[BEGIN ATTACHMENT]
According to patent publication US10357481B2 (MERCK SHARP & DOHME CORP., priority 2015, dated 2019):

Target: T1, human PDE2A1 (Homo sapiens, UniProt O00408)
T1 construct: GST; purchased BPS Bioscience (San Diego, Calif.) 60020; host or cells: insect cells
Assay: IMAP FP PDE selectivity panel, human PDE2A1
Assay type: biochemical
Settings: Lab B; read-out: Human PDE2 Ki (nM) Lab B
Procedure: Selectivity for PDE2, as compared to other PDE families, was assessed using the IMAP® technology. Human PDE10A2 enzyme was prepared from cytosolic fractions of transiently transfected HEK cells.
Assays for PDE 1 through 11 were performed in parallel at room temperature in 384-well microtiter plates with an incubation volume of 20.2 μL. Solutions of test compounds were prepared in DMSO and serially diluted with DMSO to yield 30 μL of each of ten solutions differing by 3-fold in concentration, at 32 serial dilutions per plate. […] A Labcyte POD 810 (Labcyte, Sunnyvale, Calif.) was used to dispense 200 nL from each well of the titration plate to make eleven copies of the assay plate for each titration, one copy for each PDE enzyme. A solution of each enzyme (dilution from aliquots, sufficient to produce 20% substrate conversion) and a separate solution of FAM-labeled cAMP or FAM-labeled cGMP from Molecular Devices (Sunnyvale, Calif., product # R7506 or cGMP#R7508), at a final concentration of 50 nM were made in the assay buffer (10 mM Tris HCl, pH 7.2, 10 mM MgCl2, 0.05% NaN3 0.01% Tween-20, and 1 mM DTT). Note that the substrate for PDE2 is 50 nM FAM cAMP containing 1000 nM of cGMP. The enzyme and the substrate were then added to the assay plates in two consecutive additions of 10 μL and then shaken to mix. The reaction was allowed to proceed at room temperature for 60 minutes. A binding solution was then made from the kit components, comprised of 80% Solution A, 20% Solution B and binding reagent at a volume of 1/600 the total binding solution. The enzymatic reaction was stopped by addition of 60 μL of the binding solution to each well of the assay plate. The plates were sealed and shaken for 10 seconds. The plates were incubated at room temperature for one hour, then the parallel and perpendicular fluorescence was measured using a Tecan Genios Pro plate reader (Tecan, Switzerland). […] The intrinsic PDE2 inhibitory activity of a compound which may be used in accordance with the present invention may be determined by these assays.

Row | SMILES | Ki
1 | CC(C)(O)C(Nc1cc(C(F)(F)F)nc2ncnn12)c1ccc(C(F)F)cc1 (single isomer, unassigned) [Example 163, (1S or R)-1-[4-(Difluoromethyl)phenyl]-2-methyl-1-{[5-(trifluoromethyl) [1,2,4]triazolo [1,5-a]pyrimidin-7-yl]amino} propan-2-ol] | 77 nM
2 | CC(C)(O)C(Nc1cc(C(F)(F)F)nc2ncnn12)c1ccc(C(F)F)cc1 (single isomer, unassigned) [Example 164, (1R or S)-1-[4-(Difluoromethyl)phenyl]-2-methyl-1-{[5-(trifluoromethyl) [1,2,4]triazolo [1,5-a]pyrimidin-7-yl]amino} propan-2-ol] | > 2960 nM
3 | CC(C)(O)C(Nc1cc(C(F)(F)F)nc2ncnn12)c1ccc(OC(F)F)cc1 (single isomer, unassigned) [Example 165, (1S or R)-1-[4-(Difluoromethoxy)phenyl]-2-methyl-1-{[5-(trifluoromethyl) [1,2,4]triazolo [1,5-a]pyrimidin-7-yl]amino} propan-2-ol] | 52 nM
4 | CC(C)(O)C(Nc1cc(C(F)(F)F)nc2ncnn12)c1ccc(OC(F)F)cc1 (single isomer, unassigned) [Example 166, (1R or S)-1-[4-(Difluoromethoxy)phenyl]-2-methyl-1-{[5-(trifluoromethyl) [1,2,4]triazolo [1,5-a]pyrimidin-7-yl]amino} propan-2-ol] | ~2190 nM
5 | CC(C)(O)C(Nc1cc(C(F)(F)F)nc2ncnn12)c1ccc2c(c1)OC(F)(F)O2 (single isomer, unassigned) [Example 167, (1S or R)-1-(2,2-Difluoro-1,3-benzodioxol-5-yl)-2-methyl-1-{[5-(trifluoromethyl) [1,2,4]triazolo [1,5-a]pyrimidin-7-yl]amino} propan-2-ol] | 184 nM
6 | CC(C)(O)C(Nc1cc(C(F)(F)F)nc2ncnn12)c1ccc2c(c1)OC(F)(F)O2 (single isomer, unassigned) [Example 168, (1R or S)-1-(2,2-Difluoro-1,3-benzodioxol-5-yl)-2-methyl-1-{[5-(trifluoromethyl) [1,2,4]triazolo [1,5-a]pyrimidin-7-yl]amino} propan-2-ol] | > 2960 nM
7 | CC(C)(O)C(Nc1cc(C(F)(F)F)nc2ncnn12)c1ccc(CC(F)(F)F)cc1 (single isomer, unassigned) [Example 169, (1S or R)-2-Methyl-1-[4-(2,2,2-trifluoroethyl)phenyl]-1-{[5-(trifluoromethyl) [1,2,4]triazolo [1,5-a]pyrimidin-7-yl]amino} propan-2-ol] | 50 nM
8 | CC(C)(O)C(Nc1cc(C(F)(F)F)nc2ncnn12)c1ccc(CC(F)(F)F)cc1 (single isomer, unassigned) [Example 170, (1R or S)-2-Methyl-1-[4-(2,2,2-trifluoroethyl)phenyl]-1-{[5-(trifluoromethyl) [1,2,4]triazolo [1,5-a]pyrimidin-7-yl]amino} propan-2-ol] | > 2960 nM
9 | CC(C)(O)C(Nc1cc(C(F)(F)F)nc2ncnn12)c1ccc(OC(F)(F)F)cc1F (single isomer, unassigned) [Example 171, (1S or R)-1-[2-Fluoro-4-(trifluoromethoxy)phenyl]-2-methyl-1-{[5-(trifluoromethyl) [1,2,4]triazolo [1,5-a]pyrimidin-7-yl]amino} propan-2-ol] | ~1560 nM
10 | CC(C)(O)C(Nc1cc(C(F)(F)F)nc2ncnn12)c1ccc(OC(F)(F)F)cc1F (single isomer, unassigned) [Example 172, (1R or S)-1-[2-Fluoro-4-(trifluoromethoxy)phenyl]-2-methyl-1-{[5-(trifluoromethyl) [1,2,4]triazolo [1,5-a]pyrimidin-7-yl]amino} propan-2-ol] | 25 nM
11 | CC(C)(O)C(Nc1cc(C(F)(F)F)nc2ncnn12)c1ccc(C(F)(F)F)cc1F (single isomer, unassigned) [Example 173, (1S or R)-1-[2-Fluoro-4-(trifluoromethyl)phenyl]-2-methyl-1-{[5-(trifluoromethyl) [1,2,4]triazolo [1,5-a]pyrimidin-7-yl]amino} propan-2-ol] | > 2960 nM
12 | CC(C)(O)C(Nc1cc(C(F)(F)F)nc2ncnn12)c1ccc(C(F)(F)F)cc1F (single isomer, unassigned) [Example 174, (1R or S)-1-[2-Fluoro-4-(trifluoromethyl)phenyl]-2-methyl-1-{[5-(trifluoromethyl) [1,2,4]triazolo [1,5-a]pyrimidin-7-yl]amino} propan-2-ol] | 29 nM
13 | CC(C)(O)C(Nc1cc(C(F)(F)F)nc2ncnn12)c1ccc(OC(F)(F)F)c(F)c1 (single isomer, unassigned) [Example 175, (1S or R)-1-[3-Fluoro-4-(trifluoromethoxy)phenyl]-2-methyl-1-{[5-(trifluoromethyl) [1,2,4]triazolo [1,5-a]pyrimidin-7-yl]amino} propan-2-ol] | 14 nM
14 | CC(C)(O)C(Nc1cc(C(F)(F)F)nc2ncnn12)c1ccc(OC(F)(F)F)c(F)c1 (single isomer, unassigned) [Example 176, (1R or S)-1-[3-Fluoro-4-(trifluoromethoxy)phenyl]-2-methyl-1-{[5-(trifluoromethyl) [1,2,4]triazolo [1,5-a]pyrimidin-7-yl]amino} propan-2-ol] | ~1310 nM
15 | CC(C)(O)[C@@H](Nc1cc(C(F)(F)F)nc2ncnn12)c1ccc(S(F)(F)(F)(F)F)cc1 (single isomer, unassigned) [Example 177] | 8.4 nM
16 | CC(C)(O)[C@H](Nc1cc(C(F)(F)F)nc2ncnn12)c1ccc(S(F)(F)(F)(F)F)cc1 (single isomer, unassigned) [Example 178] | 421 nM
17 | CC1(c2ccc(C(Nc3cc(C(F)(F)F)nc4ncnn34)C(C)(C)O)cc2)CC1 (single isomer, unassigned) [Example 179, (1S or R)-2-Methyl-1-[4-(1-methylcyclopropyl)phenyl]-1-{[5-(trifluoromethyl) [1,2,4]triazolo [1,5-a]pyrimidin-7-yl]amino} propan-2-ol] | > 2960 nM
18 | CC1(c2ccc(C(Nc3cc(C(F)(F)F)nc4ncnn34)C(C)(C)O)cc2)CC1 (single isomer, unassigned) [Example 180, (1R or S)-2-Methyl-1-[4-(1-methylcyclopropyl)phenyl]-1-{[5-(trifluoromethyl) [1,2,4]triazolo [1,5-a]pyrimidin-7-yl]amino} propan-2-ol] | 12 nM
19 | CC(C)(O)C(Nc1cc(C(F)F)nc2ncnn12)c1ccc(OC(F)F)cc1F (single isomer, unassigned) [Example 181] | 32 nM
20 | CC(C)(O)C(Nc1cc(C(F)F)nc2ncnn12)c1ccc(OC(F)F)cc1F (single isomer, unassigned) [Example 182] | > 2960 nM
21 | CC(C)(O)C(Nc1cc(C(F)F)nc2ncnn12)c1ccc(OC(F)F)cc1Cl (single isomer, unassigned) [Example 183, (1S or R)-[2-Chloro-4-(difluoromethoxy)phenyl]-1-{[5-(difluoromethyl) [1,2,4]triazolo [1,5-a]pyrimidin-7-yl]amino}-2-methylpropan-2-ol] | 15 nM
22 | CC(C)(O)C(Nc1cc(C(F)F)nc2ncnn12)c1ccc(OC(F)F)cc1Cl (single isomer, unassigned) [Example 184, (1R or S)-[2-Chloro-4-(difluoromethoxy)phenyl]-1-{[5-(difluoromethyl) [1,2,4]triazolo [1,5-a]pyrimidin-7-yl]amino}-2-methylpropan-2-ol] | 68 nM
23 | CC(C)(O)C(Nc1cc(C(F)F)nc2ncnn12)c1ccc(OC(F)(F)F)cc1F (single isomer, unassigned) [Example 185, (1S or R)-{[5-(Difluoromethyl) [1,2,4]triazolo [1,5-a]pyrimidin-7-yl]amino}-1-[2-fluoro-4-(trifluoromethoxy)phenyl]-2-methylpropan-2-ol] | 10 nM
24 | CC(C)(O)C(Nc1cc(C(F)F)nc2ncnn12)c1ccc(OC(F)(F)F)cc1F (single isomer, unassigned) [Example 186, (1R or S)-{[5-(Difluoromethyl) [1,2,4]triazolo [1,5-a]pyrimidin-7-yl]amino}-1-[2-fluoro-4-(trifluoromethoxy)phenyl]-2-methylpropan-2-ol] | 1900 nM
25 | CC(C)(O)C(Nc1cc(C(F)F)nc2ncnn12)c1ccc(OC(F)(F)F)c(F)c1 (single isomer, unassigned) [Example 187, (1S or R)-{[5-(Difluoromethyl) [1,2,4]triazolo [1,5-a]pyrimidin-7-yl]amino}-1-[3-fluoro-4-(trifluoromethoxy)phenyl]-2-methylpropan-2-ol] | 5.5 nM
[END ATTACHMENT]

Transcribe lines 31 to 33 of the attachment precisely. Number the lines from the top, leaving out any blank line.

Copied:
22 | CC(C)(O)C(Nc1cc(C(F)F)nc2ncnn12)c1ccc(OC(F)F)cc1Cl (single isomer, unassigned) [Example 184, (1R or S)-[2-Chloro-4-(difluoromethoxy)phenyl]-1-{[5-(difluoromethyl) [1,2,4]triazolo [1,5-a]pyrimidin-7-yl]amino}-2-methylpropan-2-ol] | 68 nM
23 | CC(C)(O)C(Nc1cc(C(F)F)nc2ncnn12)c1ccc(OC(F)(F)F)cc1F (single isomer, unassigned) [Example 185, (1S or R)-{[5-(Difluoromethyl) [1,2,4]triazolo [1,5-a]pyrimidin-7-yl]amino}-1-[2-fluoro-4-(trifluoromethoxy)phenyl]-2-methylpropan-2-ol] | 10 nM
24 | CC(C)(O)C(Nc1cc(C(F)F)nc2ncnn12)c1ccc(OC(F)(F)F)cc1F (single isomer, unassigned) [Example 186, (1R or S)-{[5-(Difluoromethyl) [1,2,4]triazolo [1,5-a]pyrimidin-7-yl]amino}-1-[2-fluoro-4-(trifluoromethoxy)phenyl]-2-methylpropan-2-ol] | 1900 nM